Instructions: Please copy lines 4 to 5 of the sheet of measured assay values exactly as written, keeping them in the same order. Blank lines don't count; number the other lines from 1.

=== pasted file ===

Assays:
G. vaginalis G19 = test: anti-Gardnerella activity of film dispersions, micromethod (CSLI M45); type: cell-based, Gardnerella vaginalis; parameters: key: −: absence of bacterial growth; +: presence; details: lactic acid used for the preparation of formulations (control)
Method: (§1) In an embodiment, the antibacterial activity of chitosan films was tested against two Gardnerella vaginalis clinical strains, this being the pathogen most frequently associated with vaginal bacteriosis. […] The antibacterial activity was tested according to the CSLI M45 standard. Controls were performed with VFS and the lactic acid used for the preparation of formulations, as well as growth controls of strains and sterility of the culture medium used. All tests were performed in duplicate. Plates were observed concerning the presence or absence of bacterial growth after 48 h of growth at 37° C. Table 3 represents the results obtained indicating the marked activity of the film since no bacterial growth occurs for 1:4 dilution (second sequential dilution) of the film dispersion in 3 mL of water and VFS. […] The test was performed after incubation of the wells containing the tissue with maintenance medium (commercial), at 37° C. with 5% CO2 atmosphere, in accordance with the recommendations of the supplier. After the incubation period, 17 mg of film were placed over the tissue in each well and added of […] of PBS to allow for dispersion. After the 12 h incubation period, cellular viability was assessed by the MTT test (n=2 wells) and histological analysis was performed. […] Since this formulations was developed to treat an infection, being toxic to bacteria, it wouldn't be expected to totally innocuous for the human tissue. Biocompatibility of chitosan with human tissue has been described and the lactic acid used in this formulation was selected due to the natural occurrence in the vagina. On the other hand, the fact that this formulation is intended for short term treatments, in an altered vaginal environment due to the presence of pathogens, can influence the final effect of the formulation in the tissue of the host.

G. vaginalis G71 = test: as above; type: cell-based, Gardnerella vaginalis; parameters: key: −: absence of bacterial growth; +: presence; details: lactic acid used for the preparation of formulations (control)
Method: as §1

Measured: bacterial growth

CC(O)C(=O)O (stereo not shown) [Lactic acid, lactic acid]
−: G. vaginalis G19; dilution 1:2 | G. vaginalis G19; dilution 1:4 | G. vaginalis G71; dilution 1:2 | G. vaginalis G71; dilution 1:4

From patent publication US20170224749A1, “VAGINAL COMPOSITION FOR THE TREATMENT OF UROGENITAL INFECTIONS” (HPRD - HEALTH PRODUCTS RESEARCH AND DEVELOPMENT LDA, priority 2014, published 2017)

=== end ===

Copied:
G. vaginalis G71 = test: as above; type: cell-based, Gardnerella vaginalis; parameters: key: −: absence of bacterial growth; +: presence; details: lactic acid used for the preparation of formulations (control)
Method: as §1